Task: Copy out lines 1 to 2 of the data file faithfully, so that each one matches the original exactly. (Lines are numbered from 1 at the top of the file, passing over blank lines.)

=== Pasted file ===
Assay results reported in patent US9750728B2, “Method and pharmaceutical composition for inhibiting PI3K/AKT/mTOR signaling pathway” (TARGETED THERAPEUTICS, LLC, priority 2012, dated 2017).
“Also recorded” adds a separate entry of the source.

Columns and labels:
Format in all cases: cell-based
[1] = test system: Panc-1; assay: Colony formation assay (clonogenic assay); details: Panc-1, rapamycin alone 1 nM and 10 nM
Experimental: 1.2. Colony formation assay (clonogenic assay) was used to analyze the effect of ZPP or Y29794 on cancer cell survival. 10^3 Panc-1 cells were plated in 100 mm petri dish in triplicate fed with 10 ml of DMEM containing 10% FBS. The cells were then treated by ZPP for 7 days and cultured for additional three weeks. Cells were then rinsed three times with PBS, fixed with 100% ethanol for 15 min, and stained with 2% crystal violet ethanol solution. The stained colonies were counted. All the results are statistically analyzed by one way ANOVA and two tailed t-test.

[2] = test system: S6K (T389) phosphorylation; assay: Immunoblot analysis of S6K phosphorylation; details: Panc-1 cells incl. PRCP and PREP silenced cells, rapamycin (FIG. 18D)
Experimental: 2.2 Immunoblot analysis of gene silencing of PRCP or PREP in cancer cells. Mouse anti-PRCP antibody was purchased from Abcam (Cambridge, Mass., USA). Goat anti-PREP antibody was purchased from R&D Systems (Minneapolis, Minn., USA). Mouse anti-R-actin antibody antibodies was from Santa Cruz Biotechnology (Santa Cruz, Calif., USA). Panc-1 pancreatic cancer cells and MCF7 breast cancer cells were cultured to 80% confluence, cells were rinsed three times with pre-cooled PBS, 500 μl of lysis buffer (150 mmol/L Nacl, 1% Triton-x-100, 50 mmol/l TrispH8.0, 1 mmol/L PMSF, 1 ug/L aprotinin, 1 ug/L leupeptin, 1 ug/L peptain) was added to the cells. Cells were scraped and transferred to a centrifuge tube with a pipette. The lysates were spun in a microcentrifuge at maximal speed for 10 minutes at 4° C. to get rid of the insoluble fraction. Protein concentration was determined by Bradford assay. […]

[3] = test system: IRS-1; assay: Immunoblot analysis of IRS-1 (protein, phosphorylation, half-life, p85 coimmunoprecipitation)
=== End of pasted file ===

Assay results reported in patent US9750728B2, “Method and pharmaceutical composition for inhibiting PI3K/AKT/mTOR signaling pathway” (TARGETED THERAPEUTICS, LLC, priority 2012, dated 2017).
“Also recorded” adds a separate entry of the source.